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August 1, 1996

1996.08.01: Legal Aid Society Sues Giuliani Administration (National Lawyers Guild NYC Notes)

National Lawyers Guild NYC Notes
August/September 1996

Legal Aid Society Sues Giuliani Administration
by Michael Letwin

The Legal Aid Society has sued the Giuliani administration for violating federal, State and city law incontracting out some 9% of the Society’s indigent criminal work to non-union contractors in Queens and Brooklyn, and at both the trial and the appellate level. Still, the administration intends to issue Request for Proposals (RFPs) for more of the Society’s work in the near future.

The administration’s attacks on the Society are express retaliation against the Society and the Association for Legal Aid Attorneys (ALAA) for the October, 1994 strike. As Giuliani said last year in inviting bids, establishment of the non­union agencies “fulfills my commitment made a year ago, when the strike by Legal Aid Society staff attorneys threatened to the operations of our criminal justice system.”

The strikebreaking agencies one of whom is a professional corporation where lawyers are only required to provide indigent defense Services thirty-two hours per week have received multimillion dollar contracts to assume a number of cases, Legal Aid, as the primary provider of indigent defense services, has never had such a cap. In fact, despite a 25% decrease in City funding to Legal Aid over the past two years. There has been no proportionate reduction in cases assigned to the Society. The Giuliani contractors, who are named defendants in the Society’s suit, are coordinating legal strategy with the administration, whose rationale for attacking the Society, ALAA and 1199 (which represents Legal Aid support staff who also struck in October, 1994) they have expressly endorsed.

Thus, for example, legal papers by the Brooklyn and Queens groups contain identical language closely tracking the Giuliani administration’s argument that Legal Aid strikes since 1970 make it necessary “to ameliorate the consequences to the criminal justice system of a future strike in any one organization [Legal Aid Society] . . . [by] having several already well-established providers; it would not be able to put additional providers in place on short notice once a strike became imminent.”

None of the defendants have challenged Legal Aid’s charge that the 1994 strike occurred when the administration for express reasons of upcoming municipal labor strategy forbade the Society from reaching a modest settlement that would have avoided a net cut in Staff Attorney’s compensation while increasing managerial salaries. At that time, the mayor also threatened that, in the event of a strike, he would ALAA into “another PATCO.” While an official in the Justice Department in 1981. Giuliani was the architect of the Reagan administration’s decision to fire all striking air controllers.

When attorneys did strike, Giuliani canceled all of the Society’s contracts — civil as well as criminal; threatened to blacklist the strikers from ever working for the City again; and vowed to contract out criminal representation then perfumed by the Society in order to weaken Legal Aid in general andALAA in particular. Among those: supporting the Giuliani administration’s policy is the City Journal, a small circulation conservative magazine which charged last year that the Society was under the control of “60s leftists and ALAA” and complained about the Society’s legal success in such areas as homeless, tenant and juvenile rights. Just days after the article appeared, the administration issued its invitation to bid for the Society’s work.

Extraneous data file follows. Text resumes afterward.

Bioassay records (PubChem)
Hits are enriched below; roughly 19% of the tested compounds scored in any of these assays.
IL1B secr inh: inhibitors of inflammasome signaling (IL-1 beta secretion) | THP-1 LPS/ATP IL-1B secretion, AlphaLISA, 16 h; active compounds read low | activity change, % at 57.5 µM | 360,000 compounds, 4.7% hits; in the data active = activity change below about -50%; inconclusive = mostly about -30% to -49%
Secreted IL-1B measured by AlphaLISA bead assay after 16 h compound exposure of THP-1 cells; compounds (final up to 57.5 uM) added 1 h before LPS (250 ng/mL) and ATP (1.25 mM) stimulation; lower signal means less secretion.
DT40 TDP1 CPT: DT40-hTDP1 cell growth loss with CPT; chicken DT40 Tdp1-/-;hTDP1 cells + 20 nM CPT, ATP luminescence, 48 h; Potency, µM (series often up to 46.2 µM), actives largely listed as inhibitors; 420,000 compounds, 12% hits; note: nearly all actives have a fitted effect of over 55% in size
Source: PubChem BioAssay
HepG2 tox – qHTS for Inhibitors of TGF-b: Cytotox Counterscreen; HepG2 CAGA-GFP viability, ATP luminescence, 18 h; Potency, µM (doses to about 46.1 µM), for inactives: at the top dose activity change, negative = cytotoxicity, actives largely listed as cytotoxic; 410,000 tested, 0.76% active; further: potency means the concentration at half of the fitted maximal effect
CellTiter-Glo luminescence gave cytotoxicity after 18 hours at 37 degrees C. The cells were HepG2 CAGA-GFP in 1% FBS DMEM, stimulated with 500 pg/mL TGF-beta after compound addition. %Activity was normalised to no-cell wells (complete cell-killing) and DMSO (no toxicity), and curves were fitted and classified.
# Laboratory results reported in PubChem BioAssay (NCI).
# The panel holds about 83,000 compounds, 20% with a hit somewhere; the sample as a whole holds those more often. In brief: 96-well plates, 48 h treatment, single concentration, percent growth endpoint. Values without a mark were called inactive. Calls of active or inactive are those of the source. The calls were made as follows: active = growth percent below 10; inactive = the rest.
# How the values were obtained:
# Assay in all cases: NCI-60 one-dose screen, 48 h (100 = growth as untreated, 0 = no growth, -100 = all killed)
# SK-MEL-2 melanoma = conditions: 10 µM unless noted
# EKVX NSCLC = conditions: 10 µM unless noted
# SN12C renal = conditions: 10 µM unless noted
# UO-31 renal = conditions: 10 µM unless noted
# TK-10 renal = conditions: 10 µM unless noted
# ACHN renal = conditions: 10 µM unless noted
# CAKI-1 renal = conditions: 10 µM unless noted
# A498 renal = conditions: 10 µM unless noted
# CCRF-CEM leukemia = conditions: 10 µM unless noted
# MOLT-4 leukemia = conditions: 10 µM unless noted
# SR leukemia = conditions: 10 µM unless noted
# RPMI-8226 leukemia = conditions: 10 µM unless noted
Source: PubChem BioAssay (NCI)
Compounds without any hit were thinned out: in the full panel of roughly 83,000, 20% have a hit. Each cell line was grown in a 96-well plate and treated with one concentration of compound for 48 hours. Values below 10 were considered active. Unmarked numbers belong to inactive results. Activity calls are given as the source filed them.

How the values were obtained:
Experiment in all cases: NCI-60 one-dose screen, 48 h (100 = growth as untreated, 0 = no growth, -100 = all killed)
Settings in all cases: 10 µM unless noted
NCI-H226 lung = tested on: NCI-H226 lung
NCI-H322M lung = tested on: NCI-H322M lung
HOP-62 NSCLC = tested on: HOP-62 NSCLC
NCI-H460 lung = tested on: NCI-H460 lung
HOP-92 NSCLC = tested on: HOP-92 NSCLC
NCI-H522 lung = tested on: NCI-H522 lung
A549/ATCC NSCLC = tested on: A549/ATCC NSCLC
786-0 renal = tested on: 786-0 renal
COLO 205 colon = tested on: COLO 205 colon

In this context, ALAA and 1199 regard those leading and staffing the Giuliani contractors a number of whom are former union members and officers as scabs. In June, under the reform leadership of attorney-in-charge Daniel Greenberg, the Society sought to block the City’s contracts with the strikebreaker organizations — Appellate Advocates, Brooklyn Defender Services, Queens Law Associates — on the grounds that the contracts violated city procurement rules, the 18B statute, section 1983 of the Civil Rights Act, and the National Labor Relations Act (NLRA).

On July 3, however, the suit was dismissed by Supreme Court Justice David Saxe. Saxe held no hearing on the Society’s extensive factual allegations and failed in any way to address the Society’s NLRA claim. The Appellate Division will probably hear the case during its November term. The Society, represented pro bono by Sullivan & Cromwell partner Stuart Meiklejohn (in his individual capacity), has filed a separate action in U.S. District Court on the unresolved federal claims. ALAA and 1199 are also considering legal action.

Over the past year, the Society has been joined in its opposition to the administration’s policy by David Dinkins, Ruth Messinger, Fernando Ferrer, H. Carl McCall and Mark Green; six members of the NYC congressional delegation; nine state legislators; 18 NYC Council mermbers; the New York City Central Labor Council; numerous religious and community leaders; and El Diario/La Prensa and Amsterdam News.

In the legal community, opposition has been voiced by numerous state court judges; two former NYC corporation counsels; the deans of three NYC-area law schools; and officials of the New York State Bar Association, National Conference of Black Lawyers, National Hispanic Bar Association, Puerto Rican Bar Association, American Society of Dominican Attorneys, the National Association of Criminal Defense Lawyers, and the Macon B. Allen Bar Association. The ABA, NLADA and other national organizations have long opposed competitive bidding for indigent defense services.

Michael Letwin is President of the Association of Legal Aid Attorneys, UAW Local 2325.

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